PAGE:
one and have a Merfolk Branchwalker to drop alongside it. Later on they lose a lot of value, as generally you’re looking to breach the gap between mana at the point where it creates the most impact,
which generally tends to be from 2 drops to 3 drops. You also tend to have very little card draw with this deck aside from a single Ripjaw Raptor, so it’s hard to justify keeping this from a
Merfolk Branchwalker scry later into the game when you really need to get cards that are as impactful as possible.
Rhonas The Indomitable Rhonas has an extremely low mana cost for what it does, but a somewhat situational requirement attached to it. Luckily for us, thanks to cards like Steel Leaf Champion,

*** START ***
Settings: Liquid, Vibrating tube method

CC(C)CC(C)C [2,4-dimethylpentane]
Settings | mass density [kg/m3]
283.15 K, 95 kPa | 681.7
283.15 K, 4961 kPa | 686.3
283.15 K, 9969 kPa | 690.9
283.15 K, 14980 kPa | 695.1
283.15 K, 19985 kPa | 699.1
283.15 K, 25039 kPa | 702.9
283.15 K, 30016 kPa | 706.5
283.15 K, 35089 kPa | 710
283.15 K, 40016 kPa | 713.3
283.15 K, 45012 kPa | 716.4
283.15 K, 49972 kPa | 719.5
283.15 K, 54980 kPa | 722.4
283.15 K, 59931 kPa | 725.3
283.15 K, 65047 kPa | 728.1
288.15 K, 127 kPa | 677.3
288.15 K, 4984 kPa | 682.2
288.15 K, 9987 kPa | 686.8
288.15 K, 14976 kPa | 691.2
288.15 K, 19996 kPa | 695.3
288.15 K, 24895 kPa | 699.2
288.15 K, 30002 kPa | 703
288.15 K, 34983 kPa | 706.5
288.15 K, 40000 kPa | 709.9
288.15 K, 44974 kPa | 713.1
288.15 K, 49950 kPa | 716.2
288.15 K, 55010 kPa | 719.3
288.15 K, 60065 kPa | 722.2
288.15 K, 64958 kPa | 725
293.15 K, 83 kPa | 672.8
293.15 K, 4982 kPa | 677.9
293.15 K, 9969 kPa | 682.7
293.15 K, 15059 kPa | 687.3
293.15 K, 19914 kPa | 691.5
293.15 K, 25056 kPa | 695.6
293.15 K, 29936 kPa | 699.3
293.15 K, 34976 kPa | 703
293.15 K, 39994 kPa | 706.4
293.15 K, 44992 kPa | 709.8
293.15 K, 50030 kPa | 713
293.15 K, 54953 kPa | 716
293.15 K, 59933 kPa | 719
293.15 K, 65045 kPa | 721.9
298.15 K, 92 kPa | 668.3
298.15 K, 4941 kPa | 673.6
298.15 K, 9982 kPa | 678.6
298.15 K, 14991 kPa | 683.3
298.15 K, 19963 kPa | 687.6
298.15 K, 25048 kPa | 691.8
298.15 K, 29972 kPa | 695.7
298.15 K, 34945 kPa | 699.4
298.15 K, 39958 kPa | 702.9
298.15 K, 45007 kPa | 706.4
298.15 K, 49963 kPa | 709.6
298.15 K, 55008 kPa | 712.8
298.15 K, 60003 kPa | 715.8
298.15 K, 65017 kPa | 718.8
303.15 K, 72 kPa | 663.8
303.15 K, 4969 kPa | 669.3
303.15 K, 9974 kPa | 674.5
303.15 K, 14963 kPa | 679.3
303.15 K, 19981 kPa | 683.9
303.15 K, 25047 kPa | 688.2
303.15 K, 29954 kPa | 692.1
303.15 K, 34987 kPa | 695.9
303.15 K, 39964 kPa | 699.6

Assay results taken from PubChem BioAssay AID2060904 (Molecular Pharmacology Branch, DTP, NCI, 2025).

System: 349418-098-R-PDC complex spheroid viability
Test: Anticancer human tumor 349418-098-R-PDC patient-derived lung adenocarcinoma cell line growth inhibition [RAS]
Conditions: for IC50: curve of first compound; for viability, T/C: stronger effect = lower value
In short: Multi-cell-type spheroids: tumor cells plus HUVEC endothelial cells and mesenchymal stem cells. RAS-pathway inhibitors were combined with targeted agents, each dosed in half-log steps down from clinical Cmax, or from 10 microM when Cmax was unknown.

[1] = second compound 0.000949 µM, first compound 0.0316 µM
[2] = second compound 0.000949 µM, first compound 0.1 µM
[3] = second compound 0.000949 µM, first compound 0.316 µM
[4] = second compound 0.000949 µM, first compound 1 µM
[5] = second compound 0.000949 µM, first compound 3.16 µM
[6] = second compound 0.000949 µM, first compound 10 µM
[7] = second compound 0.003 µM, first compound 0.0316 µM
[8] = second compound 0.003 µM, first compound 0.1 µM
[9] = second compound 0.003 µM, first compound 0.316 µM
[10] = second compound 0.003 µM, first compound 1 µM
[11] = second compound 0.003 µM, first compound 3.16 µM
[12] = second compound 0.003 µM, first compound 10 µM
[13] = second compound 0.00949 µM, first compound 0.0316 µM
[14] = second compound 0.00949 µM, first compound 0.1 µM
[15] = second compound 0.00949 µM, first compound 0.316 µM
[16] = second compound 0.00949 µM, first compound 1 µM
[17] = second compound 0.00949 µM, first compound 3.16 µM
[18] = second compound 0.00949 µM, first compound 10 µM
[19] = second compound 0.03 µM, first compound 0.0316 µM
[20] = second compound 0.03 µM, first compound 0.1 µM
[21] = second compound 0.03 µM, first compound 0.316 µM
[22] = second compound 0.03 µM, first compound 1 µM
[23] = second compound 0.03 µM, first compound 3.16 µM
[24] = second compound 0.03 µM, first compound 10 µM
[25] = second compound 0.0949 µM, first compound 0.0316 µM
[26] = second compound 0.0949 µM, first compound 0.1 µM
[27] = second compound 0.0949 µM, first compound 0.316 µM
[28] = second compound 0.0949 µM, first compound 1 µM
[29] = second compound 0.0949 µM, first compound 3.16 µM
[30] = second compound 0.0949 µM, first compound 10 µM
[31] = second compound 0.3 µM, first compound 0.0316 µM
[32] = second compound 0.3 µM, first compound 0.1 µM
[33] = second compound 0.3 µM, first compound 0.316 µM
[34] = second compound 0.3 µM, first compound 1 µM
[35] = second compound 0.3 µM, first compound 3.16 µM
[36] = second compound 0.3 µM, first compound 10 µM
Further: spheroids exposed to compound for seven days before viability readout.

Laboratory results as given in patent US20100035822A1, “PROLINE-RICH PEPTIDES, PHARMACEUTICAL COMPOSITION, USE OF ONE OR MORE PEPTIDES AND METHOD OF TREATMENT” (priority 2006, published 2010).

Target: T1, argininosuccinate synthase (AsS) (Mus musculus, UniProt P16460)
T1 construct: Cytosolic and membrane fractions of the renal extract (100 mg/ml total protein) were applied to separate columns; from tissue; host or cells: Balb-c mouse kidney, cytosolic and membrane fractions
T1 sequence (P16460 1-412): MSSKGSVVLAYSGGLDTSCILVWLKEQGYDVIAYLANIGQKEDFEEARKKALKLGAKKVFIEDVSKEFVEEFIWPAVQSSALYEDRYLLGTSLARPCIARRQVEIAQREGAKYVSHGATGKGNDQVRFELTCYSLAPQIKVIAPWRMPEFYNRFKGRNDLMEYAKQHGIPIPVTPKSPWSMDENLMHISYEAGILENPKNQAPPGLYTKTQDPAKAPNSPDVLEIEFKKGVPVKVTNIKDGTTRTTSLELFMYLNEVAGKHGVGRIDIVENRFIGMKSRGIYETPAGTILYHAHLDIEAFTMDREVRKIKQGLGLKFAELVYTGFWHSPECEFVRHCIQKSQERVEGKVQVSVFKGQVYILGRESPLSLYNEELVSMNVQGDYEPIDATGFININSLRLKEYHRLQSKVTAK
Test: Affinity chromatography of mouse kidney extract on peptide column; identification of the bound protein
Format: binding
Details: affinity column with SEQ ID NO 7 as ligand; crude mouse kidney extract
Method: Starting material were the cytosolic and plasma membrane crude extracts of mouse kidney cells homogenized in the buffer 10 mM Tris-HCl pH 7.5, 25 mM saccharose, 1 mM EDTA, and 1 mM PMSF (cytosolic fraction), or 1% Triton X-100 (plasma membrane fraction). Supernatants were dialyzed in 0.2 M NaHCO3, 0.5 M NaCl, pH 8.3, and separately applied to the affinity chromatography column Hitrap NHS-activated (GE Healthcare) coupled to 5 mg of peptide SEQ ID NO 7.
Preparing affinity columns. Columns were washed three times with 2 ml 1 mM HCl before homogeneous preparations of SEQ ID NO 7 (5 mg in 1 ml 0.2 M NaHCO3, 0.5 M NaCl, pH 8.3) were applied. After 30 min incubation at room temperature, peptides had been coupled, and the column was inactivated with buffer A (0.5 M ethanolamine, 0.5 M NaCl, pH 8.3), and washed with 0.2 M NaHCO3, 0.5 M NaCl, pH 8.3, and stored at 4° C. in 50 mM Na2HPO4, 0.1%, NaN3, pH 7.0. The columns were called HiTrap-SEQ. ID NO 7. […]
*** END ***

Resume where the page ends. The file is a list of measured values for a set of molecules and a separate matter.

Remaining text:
Resilient Khenra and even Savage Stomp, the sacrifice is basically non-existent. When you don’t even notice the secondary requirement
in a grand majority of games, you’re basically cheating the system by playing such an incredibly powerful card(with a incredibly synergistic ability and manasink to boot) for a measly three mana.
Rhonas can help convert mana into trample damage, basically reading as “Target Opponent loses two health” by adding it onto your already massive dinosaurs(Ghalta, Primal Hunger
and Carnage Tyrant). Rhonas can help trick less experienced opponents into making terrible trades(buffing your own units as
an instant cast during your opponent’s combat phase). Rhonas can help buff and attack with single units during a stalled out match where